Exploring the role of oral bacteria in atherothrombosis

Department of Conservative and Preventive Dentistry at the Dentistry Faculty of the Free University and the University of Amsterdam (ACTA) is mostly interested in the role of bacteria and bacterial-host interaction in oral infections.

Epidemiological studies have suggested that oral infection, especially marginal and apical periodontitis, is a risk factor for a variety of systemic diseases such as arthritis, diabetes, and heart disease. Since the teeth are the only non-shedding surfaces in the body, bacterial levels can reach more than 1011 microorganisms per mg of dental plaque. The anatomic closeness of these microfloras to the bloodstream can facilitate bacteremia and systemic spread of bacterial products, components, and immunocomplexes.

There is a growing interest in the role of oral infection in atherothrombotic conditions. It is known that bacteria of oral origin, such as Porphyromonas gingivalis or Streptococcus sanguinis can induce platelet activation and aggregation. However, the underlying mechanisms are poorly understood. The aim of this project is to understand the involvement of oral bacteria in platelet activation and aggregation and to explore molecular mechanisms of platelet activation by P. gingivalis and S. sanguinis. To achieve this goal, up to 15 representative oral bacterial species will be tested for their capability of platelet activation.  Various isogenic knockout mutants of P. gingivalis and S. sanguinis will be included in platelet activation assay to investigate various gene functions.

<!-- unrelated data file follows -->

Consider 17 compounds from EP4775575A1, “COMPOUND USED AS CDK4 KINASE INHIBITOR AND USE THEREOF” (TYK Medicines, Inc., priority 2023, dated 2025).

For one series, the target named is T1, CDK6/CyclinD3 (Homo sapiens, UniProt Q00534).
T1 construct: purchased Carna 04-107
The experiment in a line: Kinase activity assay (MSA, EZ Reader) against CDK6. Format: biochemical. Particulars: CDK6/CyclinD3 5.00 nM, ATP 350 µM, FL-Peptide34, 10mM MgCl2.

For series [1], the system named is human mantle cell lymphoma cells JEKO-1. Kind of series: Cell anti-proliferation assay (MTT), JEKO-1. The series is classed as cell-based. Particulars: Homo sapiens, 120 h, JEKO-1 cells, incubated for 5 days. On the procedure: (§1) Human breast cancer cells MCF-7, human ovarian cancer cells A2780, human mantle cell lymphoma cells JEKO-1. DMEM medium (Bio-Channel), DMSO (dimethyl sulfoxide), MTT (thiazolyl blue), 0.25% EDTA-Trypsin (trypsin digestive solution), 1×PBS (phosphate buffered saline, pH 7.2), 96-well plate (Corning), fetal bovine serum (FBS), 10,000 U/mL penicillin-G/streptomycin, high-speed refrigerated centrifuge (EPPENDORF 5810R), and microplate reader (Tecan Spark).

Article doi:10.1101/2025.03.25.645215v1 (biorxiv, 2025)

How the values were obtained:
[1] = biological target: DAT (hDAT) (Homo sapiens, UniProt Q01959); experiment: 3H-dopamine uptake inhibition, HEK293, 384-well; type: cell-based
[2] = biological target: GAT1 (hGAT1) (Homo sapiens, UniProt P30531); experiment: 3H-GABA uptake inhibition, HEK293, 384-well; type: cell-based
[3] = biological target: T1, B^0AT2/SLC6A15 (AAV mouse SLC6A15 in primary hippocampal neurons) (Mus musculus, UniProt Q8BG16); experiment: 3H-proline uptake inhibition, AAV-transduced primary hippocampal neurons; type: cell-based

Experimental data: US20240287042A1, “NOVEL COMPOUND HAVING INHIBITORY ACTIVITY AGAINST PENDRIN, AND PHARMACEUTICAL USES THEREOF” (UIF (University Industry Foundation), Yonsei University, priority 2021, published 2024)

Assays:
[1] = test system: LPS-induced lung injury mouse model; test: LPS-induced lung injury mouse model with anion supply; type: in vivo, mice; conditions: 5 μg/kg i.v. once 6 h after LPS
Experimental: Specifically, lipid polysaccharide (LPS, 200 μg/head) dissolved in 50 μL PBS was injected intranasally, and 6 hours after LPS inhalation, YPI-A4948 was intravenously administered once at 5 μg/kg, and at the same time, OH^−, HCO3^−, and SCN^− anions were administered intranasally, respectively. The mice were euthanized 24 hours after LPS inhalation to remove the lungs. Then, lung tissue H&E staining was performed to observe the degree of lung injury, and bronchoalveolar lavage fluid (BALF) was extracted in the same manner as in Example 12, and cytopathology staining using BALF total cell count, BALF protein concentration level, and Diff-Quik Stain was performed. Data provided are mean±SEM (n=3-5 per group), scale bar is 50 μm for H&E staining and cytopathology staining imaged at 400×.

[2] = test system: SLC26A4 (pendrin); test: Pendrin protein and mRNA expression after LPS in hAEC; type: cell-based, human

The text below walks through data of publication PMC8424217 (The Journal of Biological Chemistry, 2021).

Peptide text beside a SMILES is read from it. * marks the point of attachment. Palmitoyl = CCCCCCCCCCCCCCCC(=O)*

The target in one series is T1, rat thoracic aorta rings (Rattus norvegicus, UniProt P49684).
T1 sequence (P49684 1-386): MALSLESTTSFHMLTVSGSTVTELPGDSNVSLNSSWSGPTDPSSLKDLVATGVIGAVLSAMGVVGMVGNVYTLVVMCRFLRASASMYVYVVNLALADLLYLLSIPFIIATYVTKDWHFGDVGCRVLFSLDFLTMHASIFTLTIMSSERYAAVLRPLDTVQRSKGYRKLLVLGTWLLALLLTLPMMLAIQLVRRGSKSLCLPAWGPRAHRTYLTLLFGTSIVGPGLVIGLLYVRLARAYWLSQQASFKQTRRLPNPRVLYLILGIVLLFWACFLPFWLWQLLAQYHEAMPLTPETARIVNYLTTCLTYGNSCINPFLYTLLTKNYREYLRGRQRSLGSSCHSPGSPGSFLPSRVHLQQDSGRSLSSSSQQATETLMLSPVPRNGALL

Techniques to be used in this project are:

  • Aerobic and anaerobic culturing
  • Whole blood stimulation assay 
  • Flow cytometry 
  • Aggregometry
  • Microscopic examination


Dr. Elena Nicu

Dr. Dongmei Deng

Department of Conservative and Preventive Dentistry
Academic Centre for Dentistry Amsterdam
Gustav Mahlerlaan 3004
1081 LA Amsterdam